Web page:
Updates from the Modeling Team

The modeling team would like to thank the Cornell community for the sincerity and energy put into providing comments on our work. The webpage provides links to our reports  and updates.

Modeling Update for Gateway Testing  (August 5)

We provide this updated modeling analysis of gateway testing prompted by three recent events: COVID-19 prevalence has risen in parts of the U.S. since we wrote our report  in June; a potential lack of test access for some Cornell students in their home location; and the recently instituted requirement that people coming to NY State from some high-prevalence are as must self-quarantine upon arrival regardless of test results.

Addendum (July 17)

This provides an in-depth analysis of some of the questions posed in response to the June 15 Report. In particular, the addendum studies (a) alternative methodologies for estimating contacts / day and transmission rate, (b) the effectiveness of increased test frequency in mitigating the effect of higher-than-modeled contacts / day, (c) the effect of non-compliance with testing, and (d) the effect of offering testing to virtual instruction students.

Original Report (June 15)

Comments on the June 15 report  (and responses) are given below. Comments  are indexed for easy referral.

Issue (Last Updated July 3)


Contacts-Per-Day F28, F19, F16, F14, F10, F8, F7, F6, F1
Higher-than-anticipated transmission rate  F32, , F19, F16, F14, F10, F9, F8, F7, F6, F1
Effectiveness of Testing F9
Testing in the virtual instruction setting + testing compliance in the residential setting F29, F27, F26, F25#1, F17, F11
Off-campus students are tested in the residential scenario F31, F27A
Number of Students Returning in the Virtual Instruction Scenario
Modeling fatalities F29, F13, F12
Racial and Ethnic Disparities F25#2, F24, F23
Pressure from university leadership F18
Effect of raising transmission rate equally in virtual and residential instruction settings F21
Capacity in local hospitals F22
Framing of uncertainty F30, F9, F5, F2
Crediting of experts in disease modeling F9, F1
Impact on Tompkins County F20
Impact of students arriving early because we would start Sep 2 F15
Number of cases missed in gateway testing F32
Note On Data
Data is central to the scientific approach that is being taken. Two surveys taken early in the summer had a big impact on the university’s approach to F20.The Student survey gets at residential vs online instruction and the likelihood of coming to campus/Ithaca for the fall semester. The Faculty survey that gets at in-person vs online instruction and risk assessment of being on campus.


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46 thoughts on “Updates from the Modeling Team

  1. If the work on this is ongoing, as suggested by a Github repository that seems associated with the model [https://github.com/peter-i-frazier/group-testing], will the modeling team continue to provide updates to the university community during the fall semester?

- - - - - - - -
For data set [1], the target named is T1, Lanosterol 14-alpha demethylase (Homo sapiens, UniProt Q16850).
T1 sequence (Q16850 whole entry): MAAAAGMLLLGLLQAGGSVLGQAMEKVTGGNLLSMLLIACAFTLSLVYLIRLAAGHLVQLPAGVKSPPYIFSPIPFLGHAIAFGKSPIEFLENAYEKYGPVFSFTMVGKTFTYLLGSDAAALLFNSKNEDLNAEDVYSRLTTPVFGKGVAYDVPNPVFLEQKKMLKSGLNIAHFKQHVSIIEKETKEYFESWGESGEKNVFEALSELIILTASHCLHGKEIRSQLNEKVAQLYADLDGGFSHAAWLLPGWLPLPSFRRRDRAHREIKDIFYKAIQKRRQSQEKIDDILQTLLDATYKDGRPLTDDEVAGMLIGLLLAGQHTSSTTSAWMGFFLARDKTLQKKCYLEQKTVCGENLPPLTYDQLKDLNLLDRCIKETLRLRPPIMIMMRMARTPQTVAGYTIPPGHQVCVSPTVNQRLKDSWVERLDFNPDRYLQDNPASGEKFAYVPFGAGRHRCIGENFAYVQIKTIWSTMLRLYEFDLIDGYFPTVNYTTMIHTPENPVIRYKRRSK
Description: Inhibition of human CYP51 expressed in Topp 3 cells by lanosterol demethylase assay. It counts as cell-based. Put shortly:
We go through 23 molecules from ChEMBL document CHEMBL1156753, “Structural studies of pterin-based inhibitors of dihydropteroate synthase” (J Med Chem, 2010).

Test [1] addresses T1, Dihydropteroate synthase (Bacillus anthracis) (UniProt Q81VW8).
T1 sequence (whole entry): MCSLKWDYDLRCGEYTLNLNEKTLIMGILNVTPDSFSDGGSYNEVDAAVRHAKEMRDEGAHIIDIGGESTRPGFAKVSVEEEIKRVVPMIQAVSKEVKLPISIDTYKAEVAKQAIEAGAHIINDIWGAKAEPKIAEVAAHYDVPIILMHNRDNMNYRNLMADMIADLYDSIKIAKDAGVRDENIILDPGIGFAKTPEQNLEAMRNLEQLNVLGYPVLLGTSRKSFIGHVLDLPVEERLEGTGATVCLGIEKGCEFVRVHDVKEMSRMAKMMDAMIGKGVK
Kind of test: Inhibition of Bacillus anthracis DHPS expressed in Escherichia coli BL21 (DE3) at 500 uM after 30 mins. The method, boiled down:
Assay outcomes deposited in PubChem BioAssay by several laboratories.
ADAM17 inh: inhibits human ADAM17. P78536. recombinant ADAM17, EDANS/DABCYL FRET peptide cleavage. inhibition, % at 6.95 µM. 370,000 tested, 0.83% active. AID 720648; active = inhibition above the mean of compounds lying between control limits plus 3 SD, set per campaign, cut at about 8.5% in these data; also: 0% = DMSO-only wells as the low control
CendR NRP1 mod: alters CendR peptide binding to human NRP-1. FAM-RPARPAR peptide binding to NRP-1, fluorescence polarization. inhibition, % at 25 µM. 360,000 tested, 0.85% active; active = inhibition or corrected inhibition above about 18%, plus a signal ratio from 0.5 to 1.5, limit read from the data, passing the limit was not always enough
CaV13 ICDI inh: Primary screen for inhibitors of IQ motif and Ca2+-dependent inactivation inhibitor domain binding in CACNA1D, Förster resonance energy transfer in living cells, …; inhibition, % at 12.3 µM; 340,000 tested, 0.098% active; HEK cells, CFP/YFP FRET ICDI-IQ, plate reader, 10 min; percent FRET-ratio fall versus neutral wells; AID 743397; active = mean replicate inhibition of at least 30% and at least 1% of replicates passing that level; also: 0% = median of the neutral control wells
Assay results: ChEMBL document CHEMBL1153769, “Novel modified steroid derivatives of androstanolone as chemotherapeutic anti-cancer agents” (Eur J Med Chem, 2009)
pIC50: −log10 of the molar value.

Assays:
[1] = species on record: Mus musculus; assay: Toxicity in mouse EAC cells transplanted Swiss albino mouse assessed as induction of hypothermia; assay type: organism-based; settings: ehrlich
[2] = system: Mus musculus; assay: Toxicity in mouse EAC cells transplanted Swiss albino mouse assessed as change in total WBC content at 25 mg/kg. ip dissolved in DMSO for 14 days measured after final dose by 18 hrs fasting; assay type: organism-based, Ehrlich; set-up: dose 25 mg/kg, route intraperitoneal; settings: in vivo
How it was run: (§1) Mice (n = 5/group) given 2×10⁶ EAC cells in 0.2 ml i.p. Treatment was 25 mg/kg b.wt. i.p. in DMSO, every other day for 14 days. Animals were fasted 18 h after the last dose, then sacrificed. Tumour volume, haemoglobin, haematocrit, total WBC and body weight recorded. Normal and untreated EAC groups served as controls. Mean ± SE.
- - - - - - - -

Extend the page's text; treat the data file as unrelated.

The most recent Python notebook [https://github.com/peter-i-frazier/group-testing/blob/master/notebooks/NYS_lockdown_threshold_analysis_Aug_29.ipynb] looks like it presents simulations that are related to the the new NYS guidelines for “locking down” universities. Why are Vet and/or Law school students included or excluded from some simulations? Is the modeling still considering the overall impact on the community or now just focused on anyone who would be part of the ‘threshold count’?

    I encourage the team doing this work to be transparent and continue communication. If the models are being changed or the outputs of the models are being used in ways that are different than those communicated to the public (ie. the Cornell community) so far, it seems important to let us know both here and at the Cornell COVID page [https://covid.cornell.edu/testing/modeling/].

  2. Figure 3 of the addendum suggests that there is not delay between the testing and quarantining the infected individuals (otherwise there is no other way to explain how an epidemic can be controlled with R_0 is quite big as in the case of 40 contacts per day). This is not a very realistic assumption, at best one can hope for 12h delay from taking the test to quarantining — actually 24h or even 48h is more feasible given the current delays in testing in the US.

    If people are tested every 5 days adding such a delay will not make a huge difference, but if one goes to testing every other day such delay is essential. It seems that accounting for such a delay will turn testing frequency from 50% to about 33%. Thus even in the pessimistic scenario in order to control the epidemic one need to test every other day (or even every day) which likely is outside the capabilities of the Vet school and Tompkins county health services.

    One very important point not addressed in the addendum is how to detect if the spread factor is higher. I.e. the university starts with testing every 5 days and the number of contacts is say in the pessimistic scenario of about 11 per day, how log is the window where switching to testing every other day will still control the spread? Clearly if one waits a month it will be too late, however one needs to waits a few weeks to see that the number of infections is higher that the predicted by the model and switch to more frequent testing.

    In short, the addendum does not address many of the short comings of the model, and it is likely that the model prediction are overly optimistic.

  3. Reading the report from June, as well as the addendum from July, I have a few concerns about the model.